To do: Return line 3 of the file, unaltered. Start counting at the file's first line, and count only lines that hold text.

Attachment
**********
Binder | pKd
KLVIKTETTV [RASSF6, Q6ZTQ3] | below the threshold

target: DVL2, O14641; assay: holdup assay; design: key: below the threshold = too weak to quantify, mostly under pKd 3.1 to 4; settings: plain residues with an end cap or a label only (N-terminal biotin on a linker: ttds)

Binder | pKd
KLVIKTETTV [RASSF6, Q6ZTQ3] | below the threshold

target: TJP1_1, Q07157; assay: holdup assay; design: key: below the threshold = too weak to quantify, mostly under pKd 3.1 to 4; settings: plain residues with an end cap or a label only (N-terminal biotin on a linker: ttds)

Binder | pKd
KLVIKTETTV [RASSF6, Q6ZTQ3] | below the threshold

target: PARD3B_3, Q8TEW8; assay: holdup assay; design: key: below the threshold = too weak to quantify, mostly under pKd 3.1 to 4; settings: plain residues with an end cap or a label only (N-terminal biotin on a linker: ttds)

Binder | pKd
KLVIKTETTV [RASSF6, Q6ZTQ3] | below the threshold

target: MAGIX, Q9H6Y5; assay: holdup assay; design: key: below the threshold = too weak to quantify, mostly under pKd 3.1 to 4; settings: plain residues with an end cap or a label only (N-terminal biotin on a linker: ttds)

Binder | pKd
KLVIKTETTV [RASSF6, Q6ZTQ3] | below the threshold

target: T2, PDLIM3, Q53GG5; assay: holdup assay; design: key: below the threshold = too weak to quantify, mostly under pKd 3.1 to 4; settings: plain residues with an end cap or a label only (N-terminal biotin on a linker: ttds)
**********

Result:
target: DVL2, O14641; assay: holdup assay; design: key: below the threshold = too weak to quantify, mostly under pKd 3.1 to 4; settings: plain residues with an end cap or a label only (N-terminal biotin on a linker: ttds)